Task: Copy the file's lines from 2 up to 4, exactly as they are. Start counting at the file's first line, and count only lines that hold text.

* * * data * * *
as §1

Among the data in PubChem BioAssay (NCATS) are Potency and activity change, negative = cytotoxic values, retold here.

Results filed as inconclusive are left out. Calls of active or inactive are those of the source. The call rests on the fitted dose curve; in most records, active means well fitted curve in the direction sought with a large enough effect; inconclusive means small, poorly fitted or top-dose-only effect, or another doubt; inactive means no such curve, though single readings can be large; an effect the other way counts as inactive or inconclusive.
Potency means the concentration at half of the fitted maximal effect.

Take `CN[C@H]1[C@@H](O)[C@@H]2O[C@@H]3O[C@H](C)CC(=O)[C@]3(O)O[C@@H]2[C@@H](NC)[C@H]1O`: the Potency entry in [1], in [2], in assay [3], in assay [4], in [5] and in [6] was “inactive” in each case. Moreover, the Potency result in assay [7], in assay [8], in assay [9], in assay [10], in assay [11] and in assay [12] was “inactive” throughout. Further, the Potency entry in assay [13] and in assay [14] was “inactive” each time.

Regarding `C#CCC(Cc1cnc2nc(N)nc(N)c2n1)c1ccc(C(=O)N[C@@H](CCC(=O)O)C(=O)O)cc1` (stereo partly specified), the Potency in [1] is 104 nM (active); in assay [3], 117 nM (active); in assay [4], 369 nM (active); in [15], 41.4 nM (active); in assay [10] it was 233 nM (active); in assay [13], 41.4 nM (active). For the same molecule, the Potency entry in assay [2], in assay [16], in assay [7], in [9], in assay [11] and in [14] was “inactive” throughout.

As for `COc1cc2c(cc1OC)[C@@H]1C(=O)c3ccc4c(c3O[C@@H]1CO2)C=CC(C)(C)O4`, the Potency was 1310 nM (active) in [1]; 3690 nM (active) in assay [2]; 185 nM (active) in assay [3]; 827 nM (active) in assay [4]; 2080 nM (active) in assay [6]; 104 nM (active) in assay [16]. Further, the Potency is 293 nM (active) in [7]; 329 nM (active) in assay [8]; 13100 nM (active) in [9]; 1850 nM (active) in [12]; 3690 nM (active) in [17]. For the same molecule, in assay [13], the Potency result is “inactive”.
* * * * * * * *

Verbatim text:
Among the data in PubChem BioAssay (NCATS) are Potency and activity change, negative = cytotoxic values, retold here.

Results filed as inconclusive are left out. Calls of active or inactive are those of the source. The call rests on the fitted dose curve; in most records, active means well fitted curve in the direction sought with a large enough effect; inconclusive means small, poorly fitted or top-dose-only effect, or another doubt; inactive means no such curve, though single readings can be large; an effect the other way counts as inactive or inconclusive.
Potency means the concentration at half of the fitted maximal effect.